Alexander Burnes met his death on November 2nd, 1841, at the hands of a furious Afghan mob. James Lunt introduces one of the most adventurous travellers of his generation.
The world is small nowadays and the acclaim that once greeted those who had accomplished great journeys of exploration is now reserved for the voyagers in outer space.
It was different in the nineteenth century and London society was agog during the autumn of 1833 with the adventures of a young East India Company officer, Captain Alexander Burnes, who had successfully travelled from India through Afghanistan to Persia, visiting en route the virtually forbidden cities of Bokhara and Samarkand. It had been a journey fraught with hardship and danger; and Burnes fully deserved the applause that greeted his efforts.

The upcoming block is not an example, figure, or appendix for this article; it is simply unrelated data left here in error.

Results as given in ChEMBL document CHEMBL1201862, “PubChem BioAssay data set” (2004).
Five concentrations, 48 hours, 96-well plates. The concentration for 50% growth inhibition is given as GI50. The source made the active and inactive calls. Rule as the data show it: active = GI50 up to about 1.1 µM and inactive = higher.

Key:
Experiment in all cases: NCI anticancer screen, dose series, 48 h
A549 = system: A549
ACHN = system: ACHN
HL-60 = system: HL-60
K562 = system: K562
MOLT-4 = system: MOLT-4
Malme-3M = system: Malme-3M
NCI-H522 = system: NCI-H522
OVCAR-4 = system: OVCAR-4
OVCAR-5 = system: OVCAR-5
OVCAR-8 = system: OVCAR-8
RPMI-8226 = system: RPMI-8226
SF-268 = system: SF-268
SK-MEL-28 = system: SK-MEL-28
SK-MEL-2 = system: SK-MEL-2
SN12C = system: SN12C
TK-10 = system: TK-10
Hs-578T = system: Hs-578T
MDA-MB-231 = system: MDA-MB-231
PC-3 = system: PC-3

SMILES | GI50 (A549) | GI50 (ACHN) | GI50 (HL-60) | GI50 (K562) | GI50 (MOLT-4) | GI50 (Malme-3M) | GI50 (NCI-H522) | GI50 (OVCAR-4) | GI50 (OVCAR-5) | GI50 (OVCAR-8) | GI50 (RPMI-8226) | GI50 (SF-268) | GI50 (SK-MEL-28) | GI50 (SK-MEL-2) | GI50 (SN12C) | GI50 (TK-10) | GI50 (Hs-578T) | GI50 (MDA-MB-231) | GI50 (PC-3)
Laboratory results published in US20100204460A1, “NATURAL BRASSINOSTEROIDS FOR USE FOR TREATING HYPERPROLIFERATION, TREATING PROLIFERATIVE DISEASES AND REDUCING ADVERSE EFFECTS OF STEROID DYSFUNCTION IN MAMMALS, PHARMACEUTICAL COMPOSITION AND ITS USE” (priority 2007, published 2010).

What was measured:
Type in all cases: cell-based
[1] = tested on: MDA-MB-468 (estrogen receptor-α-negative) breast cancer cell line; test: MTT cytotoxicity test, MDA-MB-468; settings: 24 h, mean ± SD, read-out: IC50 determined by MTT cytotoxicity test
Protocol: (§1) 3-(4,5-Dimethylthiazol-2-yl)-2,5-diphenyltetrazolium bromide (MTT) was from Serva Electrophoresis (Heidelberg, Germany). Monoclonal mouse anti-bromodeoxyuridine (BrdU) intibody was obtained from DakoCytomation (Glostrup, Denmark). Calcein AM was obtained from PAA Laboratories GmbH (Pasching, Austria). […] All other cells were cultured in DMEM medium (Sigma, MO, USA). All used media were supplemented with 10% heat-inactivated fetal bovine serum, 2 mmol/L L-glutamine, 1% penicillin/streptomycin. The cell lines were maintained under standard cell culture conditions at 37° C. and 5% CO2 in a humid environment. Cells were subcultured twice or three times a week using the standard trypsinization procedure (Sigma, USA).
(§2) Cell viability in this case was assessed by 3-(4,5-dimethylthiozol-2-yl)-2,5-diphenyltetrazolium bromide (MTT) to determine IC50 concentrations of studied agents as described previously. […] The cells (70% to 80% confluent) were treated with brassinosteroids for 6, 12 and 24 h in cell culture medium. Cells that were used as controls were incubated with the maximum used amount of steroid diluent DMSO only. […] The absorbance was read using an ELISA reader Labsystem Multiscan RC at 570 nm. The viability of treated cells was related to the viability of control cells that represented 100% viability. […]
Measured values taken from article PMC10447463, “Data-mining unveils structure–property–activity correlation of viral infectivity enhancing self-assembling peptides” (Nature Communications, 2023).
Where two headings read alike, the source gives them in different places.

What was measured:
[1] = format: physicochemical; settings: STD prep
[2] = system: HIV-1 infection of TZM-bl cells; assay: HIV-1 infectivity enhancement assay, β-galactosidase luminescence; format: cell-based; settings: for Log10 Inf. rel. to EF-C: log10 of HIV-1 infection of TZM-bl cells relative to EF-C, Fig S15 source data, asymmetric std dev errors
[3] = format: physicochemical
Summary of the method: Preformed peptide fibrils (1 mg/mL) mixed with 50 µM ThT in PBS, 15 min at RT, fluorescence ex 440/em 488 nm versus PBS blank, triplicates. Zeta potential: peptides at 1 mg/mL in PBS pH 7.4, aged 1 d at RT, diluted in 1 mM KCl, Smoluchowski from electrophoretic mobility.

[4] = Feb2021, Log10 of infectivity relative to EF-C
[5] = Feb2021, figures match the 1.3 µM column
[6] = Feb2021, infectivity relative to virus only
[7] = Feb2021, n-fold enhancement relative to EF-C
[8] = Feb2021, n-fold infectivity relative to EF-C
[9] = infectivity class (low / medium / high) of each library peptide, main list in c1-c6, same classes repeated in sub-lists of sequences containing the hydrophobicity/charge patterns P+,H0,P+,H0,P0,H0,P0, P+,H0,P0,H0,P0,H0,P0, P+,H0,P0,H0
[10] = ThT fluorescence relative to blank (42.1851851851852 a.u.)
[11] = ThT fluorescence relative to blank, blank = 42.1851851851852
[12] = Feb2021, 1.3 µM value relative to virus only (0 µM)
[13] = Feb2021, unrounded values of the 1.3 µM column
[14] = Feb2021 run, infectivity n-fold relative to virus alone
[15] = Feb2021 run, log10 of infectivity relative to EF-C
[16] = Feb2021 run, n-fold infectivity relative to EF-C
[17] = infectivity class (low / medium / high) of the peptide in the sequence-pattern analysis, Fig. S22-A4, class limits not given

The Royal Geographical Society gave him their Gold Medal; King William IV received him in audience and professed to be fascinated by his account of his travels; and he was much in demand as a lecturer at many a distinguished salon.